The level of organisation and efficiency in their teamwork was impressive and a goal in each half from new signing Gary McPhee and Tony Bird illustrated their superiority in a game that provided plenty to admire for the attendance of 6,100.
St Pats spent most of the 90 minutes confined to their own half as Cork invested their work with a huge commitment, but they defended to such good effect that City were unable to turn their majority possession to account.
Goalkeeper Chris Adamson frustrated Cork with a series of brilliant saves, and St Pats worked hard as they controlled a Cork side rich in energy and competitive spirit, but sadly short in invention and imagination. Cork were too predictable in their work and too dependent upon the willing John O’Flynn to hope to succeed in out-smarting a marvellous St Pats defence.
O’Flynn was missing his shooting partner, George O’Callaghan, because of suspension and in his absence some of Cork’s striking magic was missing. While the youthful Denis Behan contributed well to Cork’s effort until forced off with injury, Cork had nobody with O’Callaghan’s ability to produce the unexpected and O’Flynn’s effectiveness was reduced as a result.
Yet Cork impressed in the opening half when, once again, they took control of the game by sheer force of will. They enjoyed little luck in their finishing attempts, however, and were unable to find a way past goalkeeper Adamson. Twice he made outstanding saves as Cork built on their early pressure to dictate the pace and the trend.
First it was Behan who ran on to a headed pass from O’Flynn and hit one on the half-volley from 25 yards that looked destined for the roof of the net. Adamson reacted smartly to turn the ball over the top.
Behan proved an effective partner for O’Flynn and his ability to link the play was illustrated brilliantly in the 28th minute. Casey found him on the edge of the penalty area and when Behan back-heeled the ball for O’Flynn, the centre-forward hammered it powerfully from 20 yards only to find Adamson again in position to push it over.
The energy and commitment of Cork came as no surprise, what was unusual was to find their defence in hesitant mood. They were unsure in coping with St Pats’ versatile attack and regularly lapsed into error. This was evident as early as the 20th minute when goalkeeper Devine dashed outside his penalty box to challenge Bird and missed his tackle. Fortunately for Cork, Bird collided with the goalkeeper and as he tumbled the ball ran free for Horgan to knock it clear.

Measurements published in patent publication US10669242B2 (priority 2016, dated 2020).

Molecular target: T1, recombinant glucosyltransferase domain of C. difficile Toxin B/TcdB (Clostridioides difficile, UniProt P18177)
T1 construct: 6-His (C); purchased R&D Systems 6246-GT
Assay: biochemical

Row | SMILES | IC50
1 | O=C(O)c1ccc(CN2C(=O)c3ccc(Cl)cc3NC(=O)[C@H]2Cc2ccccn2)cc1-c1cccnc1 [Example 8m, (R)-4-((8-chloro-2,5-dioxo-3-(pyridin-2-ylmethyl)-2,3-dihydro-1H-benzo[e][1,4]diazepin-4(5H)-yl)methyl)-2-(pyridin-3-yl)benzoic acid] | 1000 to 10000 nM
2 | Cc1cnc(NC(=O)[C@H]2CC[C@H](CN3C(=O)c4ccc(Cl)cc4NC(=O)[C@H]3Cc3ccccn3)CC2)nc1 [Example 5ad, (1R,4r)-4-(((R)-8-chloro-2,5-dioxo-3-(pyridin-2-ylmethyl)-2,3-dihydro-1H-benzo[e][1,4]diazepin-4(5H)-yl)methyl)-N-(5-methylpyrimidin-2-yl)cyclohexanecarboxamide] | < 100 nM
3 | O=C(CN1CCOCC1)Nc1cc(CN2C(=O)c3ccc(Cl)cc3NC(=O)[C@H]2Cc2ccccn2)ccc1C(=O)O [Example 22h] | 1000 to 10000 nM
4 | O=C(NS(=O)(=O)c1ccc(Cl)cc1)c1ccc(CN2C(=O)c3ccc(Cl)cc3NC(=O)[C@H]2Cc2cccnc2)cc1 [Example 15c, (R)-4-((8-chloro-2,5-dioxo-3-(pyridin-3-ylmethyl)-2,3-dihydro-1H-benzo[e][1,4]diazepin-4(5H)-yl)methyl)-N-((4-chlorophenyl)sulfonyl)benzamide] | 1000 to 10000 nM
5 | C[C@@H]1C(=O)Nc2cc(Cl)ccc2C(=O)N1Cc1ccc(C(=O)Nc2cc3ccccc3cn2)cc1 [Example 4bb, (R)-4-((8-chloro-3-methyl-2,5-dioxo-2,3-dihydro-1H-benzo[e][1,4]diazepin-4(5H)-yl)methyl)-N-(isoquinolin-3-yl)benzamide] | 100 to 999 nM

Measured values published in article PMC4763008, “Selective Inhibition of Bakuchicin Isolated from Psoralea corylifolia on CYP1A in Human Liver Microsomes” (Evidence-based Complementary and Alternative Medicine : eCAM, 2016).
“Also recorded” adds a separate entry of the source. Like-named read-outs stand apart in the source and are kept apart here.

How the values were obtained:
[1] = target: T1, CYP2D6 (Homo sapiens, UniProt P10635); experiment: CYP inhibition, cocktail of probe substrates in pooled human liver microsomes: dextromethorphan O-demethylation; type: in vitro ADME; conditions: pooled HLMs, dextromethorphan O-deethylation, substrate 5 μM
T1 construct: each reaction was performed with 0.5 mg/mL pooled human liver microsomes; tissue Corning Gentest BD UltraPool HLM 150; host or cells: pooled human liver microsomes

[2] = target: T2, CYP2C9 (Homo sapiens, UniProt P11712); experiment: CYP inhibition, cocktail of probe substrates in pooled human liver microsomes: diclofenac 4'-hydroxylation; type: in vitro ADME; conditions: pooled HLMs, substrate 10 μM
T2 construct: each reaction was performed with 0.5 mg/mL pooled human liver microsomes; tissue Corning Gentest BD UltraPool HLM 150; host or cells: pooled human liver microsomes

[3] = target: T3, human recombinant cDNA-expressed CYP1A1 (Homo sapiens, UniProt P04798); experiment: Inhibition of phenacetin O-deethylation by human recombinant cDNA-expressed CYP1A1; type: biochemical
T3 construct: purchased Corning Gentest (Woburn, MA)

They slumped into error again after 32 minutes when Murray mistimed his attempted headed clearance ten yards outside the penalty area. The ball bounced over his head and Cork were fortunate Coughlan had anticipated the danger and managed to cut out Bird’s pass to McPhee. Bird was an elusive opponent and his good positional play kept Cork’s defence on edge. His ability to ghost blindside of defenders appeared to un-nerve Murray, in particular, for the outstanding centre-back was unusually prone to error.
This tendency to lapse contributed to St Pats’ opening goal in the 46th minute. Murray was coursing a ball back to goalkeeper Devine when both appeared to hesitate at the edge of the penalty area and McPhee stuck out a foot to knock the ball past them and then rolled it into the empty net.
McPhee, formerly of Newry Town and signed a week ago, was an effective substitute when St Pats’ gamble in playing Davy Byrne backfired on them. He was struggling all week with an ankle injury and was forced off as early as the third minute.
McPhee and Bird worked with real understanding up front and their clever positional play stretched Cork’s defence and made them difficult opponents for Murray and Derek Coughlan. Once McPhee had put Pats in front, they grew appreciably in confidence and were able to play a counter-attacking game to great effect in the second half.
Cork were too predictable by half and their concentration on going through O’Flynn in the centre of the pitch meant that Pats could maintain a heavy concentration of players in that area to deny them any clear-cut chances. Adamson made one brilliant save from Colin T O’Brien, who was Cork’s top player, early in the second half but otherwise Cork were seldom afforded a clear sighting of goal.
St Pats set up a second goal in the 71st minute that reflected their good team-work. Osam won possession on the edge of the Cork penalty area, disguised a clever pass into the path of Livingstone Mbabazi and when his cross fell at the far post, Bird out-jumped Woods to head it under the crossbar.
CORK CITY (4-4-2): Devine; Horgan, Coughlan, Murray, Woods; Doyle, CT O’Brien, O’Halloran (Bennett 73), Casey (Nolan 89); Behan (CP O’Brien 64), O’Flynn.
ST. PATRICK’S ATHLETIC (4-4-2): Adamson; Prenderville, Foley, Maguire, Donnelly; Fahey, Byrne (McPhee 3/Harris 73), Osam, Livingstone Mbabazi; Bird, Freeman.
Referee: P McKeon (Dublin).